Mike Mann is a serial entrepreneur and author seeking to drive real-world change using profits from his many profitable business ventures. To learn how to make your own business a success, and to hear more about Mike’s charitable vision, read or download his book.

A Long-Term View

If you’re not looking ahead, you’re falling behind. At all times, you must be looking toward the long-term future of your business or charity. This requires intense focus, hard work, and an ability to multitask. You must set demanding goals and simultaneously pay attention to the big picture and small details. Above all else, you must have full confidence in yourself. There is no room for self-doubt in business.

Setting the Right Goals

While goals about next month’s revenue or this year’s product sales are important, they are not enough. You must also set goals for the years ahead. A successful business plans three or more years ahead and sets appropriate targets to meet along the way. If you are not constantly working for a goal beyond the current fiscal year, you may lose sight of your vision. Meanwhile, your competitors who do focus on the future will rush past you and claim more market space.

Your goals should challenge you. If they seem easy to achieve, you will not reach your potential. The best goals will seem a little beyond your ability—the route to the finish line will not seem totally clear. James Collins and Jerry Porras defined such goals as “BHAGs” in their book Built to Last: Successful Habits of Visionary Companies. BHAGs are “big, hairy, audacious goals.” BHAGs encourage creative thinking and problem solving that will open doors to new possibilities. You can only become aware of opportunities if you are looking for them. Along the way, set achievable targets that will serve as mileposts on the way to your BHAG.

Splitting Your Attention with Focus

There are only so many hours in the day. Most people work as many of those hours as they can. The only way to get ahead is to be more efficient during those hours by using Best Practices. To do so, you must focus on many tasks and projects at once. You also must take care when splitting your attention to look at details. By nature, multitasking leads to a quality loss unless you take care to avoid it. Focusing on details enables you to maintain top quality on multiple projects.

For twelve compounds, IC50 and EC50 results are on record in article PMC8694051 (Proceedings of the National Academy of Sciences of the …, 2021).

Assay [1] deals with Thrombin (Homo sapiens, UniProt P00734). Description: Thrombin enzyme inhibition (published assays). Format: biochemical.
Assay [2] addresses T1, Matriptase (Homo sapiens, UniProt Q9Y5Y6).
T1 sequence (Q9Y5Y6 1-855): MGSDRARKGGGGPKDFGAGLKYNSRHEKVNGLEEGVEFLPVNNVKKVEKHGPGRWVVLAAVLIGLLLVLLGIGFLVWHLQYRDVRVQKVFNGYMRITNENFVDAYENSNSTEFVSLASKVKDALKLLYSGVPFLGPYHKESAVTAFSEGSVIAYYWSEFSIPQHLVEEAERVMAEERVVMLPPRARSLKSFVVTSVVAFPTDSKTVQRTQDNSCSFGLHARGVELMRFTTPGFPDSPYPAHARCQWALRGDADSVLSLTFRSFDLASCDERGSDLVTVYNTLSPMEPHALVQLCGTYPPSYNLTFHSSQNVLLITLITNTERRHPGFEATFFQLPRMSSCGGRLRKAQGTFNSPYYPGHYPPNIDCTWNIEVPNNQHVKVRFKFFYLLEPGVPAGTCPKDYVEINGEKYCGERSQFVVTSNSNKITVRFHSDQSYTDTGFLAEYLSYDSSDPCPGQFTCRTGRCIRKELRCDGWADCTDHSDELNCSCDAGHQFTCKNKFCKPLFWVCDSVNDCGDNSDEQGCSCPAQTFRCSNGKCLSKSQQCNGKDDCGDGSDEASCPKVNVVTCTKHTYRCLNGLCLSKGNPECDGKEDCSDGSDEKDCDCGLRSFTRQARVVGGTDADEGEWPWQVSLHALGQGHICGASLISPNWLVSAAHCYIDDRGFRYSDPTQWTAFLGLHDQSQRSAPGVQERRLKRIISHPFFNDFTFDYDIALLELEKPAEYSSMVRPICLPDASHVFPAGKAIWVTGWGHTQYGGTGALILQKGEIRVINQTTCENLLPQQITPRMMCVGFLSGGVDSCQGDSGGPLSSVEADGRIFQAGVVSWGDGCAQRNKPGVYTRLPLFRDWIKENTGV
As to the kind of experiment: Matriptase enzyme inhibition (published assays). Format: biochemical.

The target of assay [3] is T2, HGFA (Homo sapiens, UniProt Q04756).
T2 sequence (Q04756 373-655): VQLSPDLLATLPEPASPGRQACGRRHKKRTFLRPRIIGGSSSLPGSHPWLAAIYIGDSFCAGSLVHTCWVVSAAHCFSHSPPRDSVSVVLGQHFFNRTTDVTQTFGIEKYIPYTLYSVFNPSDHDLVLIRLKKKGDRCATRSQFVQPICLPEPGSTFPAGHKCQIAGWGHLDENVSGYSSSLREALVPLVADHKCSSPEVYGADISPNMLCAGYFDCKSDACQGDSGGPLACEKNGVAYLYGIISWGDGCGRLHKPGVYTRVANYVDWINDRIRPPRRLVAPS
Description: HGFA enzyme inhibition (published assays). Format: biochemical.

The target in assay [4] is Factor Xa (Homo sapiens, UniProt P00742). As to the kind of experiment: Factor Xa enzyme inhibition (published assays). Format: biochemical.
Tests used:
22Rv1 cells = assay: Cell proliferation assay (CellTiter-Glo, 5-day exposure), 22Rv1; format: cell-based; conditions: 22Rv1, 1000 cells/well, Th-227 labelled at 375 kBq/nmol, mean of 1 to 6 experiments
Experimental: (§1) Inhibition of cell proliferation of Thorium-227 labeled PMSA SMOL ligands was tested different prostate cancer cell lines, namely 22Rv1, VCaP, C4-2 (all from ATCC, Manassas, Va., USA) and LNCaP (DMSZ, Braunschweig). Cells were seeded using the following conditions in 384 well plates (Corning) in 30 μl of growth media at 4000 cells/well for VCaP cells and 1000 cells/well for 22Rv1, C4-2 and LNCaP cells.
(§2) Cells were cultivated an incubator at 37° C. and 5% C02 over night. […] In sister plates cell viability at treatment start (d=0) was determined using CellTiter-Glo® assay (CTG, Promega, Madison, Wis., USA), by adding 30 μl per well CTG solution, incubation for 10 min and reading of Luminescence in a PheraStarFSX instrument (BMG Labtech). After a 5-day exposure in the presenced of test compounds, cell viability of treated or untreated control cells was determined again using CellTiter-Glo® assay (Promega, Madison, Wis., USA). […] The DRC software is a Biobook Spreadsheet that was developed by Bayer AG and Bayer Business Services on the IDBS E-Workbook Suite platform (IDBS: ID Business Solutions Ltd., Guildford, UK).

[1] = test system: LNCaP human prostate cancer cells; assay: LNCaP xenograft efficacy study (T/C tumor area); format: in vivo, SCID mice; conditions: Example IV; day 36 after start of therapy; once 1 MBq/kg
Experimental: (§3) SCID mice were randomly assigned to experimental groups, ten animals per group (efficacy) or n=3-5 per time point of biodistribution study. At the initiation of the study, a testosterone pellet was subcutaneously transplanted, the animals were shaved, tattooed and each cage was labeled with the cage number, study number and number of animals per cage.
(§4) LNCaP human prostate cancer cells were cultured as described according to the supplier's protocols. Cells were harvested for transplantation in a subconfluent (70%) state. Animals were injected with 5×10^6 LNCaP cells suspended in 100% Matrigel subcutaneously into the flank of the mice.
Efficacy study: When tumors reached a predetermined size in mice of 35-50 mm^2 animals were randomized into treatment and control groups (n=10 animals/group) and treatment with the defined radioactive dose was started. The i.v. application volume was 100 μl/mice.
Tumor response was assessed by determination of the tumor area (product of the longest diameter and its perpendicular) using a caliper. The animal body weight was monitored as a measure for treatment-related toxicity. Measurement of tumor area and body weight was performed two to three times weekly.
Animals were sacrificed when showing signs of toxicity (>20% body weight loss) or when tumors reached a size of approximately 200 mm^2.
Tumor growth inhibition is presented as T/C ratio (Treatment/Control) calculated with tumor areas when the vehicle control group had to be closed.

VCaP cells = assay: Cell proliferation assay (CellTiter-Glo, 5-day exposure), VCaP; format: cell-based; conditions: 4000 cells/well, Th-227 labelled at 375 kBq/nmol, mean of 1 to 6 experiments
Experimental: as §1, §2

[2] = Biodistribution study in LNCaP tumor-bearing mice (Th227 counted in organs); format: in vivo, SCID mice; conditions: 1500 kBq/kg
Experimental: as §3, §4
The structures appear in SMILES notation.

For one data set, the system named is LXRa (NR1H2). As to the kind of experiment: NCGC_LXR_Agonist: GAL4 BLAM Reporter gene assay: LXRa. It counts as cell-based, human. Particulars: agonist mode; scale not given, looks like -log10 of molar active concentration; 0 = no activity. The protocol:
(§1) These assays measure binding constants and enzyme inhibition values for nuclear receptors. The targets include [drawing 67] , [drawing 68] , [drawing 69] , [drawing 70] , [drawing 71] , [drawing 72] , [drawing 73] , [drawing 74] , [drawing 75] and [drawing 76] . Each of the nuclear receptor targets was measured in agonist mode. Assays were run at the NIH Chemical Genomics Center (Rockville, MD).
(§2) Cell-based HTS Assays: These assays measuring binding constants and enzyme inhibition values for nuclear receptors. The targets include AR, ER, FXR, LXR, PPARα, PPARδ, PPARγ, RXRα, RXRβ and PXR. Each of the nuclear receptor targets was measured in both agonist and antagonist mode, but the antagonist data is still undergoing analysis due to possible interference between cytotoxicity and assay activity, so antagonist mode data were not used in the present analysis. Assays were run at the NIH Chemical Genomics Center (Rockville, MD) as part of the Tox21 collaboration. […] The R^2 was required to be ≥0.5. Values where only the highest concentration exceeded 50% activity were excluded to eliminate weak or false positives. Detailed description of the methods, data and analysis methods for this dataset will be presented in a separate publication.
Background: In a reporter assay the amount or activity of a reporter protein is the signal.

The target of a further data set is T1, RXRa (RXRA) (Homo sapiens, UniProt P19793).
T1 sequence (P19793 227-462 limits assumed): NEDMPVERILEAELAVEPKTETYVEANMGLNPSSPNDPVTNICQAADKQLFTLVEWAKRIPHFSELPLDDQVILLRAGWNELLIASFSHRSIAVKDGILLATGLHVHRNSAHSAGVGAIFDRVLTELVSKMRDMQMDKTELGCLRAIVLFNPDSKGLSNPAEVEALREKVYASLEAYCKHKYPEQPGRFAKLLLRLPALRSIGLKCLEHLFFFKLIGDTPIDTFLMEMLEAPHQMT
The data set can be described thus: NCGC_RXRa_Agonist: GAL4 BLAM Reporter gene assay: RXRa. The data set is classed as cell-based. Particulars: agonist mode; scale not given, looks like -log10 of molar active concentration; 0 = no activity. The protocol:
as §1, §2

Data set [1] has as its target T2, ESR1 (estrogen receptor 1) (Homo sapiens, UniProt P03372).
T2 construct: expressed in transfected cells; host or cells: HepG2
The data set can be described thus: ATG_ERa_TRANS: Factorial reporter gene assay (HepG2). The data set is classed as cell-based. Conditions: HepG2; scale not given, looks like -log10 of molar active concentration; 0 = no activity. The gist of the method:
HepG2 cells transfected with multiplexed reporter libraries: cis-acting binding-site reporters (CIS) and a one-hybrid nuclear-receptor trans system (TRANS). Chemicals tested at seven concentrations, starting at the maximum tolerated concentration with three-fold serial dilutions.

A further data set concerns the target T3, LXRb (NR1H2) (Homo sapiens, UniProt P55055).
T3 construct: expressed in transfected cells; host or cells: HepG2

When examining the details of many projects at once, it can be easy to forget the big picture. You must always keep your ultimate vision in mind as you look at each individual project. One way to accomplish this is to limit your projects to only those that accomplish your BHAGs best. Being the best in your market space is what makes you successful, and that requires a big-picture view to achieve.

Maintaining Your Confidence

Confidence comes with direction. If you have set a BHAG and appropriate milestones along the way, you set the stage for confidence. Confidence also comes from knowing your talents and knowing the industry. Staying up to date by reading articles and going to conferences is a critical part of maintaining your confidence and keeping your skills sharp.

However, you will make mistakes. It is crucial that you do not let mistakes shake your confidence. When you feel confident, you can make decisions faster and respond faster to the demands of our rapidly changing economy. If you feel self-doubt, your decisions will always be made after hesitation, and your more confident competitors will beat you to the finish.

Winning Success

With a solid plan, challenging goals, and confidence, you are on the path to success. When you split your attention between the details of each task and the overall vision, you ensure that you stay on that path. The only ingredient remaining is motivation, and that comes with passion, which we talked about earlier. When motivated, you will reach your goal. To stay motivated, you must find something that drives you. For some, it is charity. For others, it is providing for a family. The best motivator comes from deciding what you most want out of life and making it what you work for.

Please share your thoughts on what your vision is. What goals do you set, and what motivates you to get there?